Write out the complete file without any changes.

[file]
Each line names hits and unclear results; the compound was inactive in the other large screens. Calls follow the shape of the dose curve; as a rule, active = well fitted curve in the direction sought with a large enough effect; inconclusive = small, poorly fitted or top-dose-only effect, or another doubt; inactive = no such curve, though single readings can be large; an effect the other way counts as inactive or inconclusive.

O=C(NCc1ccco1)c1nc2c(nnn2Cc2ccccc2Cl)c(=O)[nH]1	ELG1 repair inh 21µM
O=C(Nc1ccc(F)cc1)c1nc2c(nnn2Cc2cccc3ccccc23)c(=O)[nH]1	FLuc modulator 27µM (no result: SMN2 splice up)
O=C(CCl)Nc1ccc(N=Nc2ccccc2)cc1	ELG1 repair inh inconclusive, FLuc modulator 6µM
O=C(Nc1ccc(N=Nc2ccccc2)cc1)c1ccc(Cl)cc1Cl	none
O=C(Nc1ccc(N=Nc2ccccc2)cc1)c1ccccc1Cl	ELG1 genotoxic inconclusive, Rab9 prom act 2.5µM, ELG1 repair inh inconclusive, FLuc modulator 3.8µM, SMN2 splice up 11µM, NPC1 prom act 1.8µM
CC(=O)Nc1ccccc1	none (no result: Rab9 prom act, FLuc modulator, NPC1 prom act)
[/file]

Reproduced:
Each line names hits and unclear results; the compound was inactive in the other large screens. Calls follow the shape of the dose curve; as a rule, active = well fitted curve in the direction sought with a large enough effect; inconclusive = small, poorly fitted or top-dose-only effect, or another doubt; inactive = no such curve, though single readings can be large; an effect the other way counts as inactive or inconclusive.

O=C(NCc1ccco1)c1nc2c(nnn2Cc2ccccc2Cl)c(=O)[nH]1	ELG1 repair inh 21µM
O=C(Nc1ccc(F)cc1)c1nc2c(nnn2Cc2cccc3ccccc23)c(=O)[nH]1	FLuc modulator 27µM (no result: SMN2 splice up)
O=C(CCl)Nc1ccc(N=Nc2ccccc2)cc1	ELG1 repair inh inconclusive, FLuc modulator 6µM
O=C(Nc1ccc(N=Nc2ccccc2)cc1)c1ccc(Cl)cc1Cl	none
O=C(Nc1ccc(N=Nc2ccccc2)cc1)c1ccccc1Cl	ELG1 genotoxic inconclusive, Rab9 prom act 2.5µM, ELG1 repair inh inconclusive, FLuc modulator 3.8µM, SMN2 splice up 11µM, NPC1 prom act 1.8µM
CC(=O)Nc1ccccc1	none (no result: Rab9 prom act, FLuc modulator, NPC1 prom act)